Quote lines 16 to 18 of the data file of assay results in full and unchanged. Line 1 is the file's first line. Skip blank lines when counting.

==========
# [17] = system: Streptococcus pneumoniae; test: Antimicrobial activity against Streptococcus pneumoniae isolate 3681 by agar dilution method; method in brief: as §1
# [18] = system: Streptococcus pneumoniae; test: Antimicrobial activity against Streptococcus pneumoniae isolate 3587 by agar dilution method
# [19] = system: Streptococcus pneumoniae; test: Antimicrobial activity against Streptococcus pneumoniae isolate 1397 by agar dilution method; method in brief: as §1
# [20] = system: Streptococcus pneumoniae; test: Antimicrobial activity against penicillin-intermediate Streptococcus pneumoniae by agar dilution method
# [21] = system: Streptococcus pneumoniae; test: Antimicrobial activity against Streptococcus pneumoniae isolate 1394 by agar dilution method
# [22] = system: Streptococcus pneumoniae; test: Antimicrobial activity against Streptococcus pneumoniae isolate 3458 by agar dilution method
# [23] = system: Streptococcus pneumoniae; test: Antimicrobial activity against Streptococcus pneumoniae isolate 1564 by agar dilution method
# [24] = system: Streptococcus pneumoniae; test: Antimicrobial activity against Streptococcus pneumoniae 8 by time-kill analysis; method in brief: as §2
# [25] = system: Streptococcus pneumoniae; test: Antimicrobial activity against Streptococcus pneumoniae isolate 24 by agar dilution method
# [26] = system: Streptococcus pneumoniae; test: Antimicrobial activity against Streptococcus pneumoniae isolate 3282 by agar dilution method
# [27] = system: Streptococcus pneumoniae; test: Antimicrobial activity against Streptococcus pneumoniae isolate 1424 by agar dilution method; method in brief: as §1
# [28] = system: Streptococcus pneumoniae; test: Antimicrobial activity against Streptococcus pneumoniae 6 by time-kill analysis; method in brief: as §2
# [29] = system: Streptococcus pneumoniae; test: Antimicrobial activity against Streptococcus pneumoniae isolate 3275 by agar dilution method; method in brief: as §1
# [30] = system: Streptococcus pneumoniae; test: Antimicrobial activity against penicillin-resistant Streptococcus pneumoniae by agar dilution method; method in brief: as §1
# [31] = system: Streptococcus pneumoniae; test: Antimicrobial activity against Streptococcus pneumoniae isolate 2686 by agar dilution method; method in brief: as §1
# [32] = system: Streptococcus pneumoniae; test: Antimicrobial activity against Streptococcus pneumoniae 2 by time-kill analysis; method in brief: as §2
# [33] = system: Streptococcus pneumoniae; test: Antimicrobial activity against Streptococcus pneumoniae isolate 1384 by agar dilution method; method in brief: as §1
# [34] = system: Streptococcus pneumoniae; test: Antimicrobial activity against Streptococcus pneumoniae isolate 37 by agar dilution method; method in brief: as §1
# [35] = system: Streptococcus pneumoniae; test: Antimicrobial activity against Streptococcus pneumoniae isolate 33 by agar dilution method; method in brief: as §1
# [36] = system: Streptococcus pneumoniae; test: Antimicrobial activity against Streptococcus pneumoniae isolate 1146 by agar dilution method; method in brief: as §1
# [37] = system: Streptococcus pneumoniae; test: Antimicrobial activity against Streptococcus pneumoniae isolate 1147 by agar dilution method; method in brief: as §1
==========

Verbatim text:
# [32] = system: Streptococcus pneumoniae; test: Antimicrobial activity against Streptococcus pneumoniae 2 by time-kill analysis; method in brief: as §2
# [33] = system: Streptococcus pneumoniae; test: Antimicrobial activity against Streptococcus pneumoniae isolate 1384 by agar dilution method; method in brief: as §1
# [34] = system: Streptococcus pneumoniae; test: Antimicrobial activity against Streptococcus pneumoniae isolate 37 by agar dilution method; method in brief: as §1